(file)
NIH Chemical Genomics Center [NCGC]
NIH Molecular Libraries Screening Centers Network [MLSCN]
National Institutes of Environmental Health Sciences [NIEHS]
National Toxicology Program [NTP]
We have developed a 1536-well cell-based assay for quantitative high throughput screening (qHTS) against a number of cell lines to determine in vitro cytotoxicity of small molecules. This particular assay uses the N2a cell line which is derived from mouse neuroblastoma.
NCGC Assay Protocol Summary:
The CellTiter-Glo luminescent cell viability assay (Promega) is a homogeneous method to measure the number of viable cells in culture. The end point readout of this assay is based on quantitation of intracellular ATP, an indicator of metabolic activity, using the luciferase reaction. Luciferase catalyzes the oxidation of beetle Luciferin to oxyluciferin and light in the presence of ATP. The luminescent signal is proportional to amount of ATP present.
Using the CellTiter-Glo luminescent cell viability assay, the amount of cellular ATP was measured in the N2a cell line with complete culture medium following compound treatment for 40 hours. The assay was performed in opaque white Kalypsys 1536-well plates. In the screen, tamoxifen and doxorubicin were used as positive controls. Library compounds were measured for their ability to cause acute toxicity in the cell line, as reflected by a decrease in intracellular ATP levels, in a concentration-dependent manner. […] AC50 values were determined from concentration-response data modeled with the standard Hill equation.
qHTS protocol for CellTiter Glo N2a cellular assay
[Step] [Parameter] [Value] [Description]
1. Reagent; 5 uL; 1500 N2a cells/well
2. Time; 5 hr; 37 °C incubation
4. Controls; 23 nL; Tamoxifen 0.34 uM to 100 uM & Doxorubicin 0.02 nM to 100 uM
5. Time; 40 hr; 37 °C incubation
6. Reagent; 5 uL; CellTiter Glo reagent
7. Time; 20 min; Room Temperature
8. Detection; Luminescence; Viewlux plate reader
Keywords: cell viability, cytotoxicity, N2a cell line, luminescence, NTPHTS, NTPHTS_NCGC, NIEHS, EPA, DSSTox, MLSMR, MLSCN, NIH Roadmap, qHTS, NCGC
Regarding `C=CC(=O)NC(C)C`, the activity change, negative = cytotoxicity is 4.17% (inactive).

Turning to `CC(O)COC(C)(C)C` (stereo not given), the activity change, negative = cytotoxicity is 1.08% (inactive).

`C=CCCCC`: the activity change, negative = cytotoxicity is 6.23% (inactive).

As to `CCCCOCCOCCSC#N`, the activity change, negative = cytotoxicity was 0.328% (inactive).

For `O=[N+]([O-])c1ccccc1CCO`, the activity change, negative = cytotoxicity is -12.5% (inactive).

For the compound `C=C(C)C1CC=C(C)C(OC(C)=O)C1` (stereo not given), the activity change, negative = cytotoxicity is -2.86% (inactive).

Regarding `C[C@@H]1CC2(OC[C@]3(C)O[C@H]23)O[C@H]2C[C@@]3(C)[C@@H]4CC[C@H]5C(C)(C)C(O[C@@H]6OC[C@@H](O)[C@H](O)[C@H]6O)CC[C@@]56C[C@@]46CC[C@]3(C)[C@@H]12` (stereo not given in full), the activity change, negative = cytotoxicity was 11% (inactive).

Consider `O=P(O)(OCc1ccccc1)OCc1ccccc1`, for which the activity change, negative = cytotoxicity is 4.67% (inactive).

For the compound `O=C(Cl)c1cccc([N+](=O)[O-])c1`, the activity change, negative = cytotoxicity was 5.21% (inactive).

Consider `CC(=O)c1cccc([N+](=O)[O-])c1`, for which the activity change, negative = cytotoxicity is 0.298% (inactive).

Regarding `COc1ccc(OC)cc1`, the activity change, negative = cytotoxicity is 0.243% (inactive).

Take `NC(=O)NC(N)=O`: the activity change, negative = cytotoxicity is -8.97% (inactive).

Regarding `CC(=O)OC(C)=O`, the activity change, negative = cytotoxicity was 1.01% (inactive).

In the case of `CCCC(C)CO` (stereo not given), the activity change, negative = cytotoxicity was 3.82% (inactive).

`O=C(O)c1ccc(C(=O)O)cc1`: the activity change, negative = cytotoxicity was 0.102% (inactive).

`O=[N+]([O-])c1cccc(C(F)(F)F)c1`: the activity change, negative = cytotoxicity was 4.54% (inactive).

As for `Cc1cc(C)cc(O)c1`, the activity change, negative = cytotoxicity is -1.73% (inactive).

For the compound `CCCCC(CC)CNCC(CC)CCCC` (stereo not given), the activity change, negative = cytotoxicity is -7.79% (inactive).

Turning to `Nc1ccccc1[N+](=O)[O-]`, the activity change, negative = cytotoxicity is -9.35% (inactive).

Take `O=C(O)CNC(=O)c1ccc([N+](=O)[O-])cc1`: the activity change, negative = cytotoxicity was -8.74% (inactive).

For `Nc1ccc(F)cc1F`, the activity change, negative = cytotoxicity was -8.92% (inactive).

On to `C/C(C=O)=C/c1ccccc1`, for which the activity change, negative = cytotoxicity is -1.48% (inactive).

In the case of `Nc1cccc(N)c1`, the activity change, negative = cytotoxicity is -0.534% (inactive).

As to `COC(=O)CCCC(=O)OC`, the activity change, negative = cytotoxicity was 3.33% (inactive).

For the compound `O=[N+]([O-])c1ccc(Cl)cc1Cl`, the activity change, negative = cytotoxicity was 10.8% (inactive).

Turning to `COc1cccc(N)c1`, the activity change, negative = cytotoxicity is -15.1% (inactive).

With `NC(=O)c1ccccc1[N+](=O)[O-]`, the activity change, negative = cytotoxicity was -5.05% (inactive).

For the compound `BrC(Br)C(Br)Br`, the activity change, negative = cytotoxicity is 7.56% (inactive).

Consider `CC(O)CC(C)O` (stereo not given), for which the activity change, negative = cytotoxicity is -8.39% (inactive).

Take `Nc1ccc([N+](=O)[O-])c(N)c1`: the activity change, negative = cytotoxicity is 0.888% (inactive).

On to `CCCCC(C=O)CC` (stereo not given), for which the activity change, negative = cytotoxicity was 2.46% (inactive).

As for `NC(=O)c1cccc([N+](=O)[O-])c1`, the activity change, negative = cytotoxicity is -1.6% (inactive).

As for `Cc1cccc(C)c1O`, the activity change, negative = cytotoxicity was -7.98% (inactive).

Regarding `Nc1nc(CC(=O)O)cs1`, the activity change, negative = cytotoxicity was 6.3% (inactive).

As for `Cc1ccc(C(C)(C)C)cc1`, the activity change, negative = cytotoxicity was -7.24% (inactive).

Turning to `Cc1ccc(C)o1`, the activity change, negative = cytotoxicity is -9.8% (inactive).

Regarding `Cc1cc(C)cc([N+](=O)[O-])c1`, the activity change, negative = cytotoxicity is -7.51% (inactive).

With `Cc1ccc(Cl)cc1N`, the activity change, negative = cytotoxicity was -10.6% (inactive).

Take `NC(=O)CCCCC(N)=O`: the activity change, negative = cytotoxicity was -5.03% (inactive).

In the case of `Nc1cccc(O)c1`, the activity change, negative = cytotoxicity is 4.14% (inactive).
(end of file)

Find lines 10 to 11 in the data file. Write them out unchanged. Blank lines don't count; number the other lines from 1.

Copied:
[Step] [Parameter] [Value] [Description]
1. Reagent; 5 uL; 1500 N2a cells/well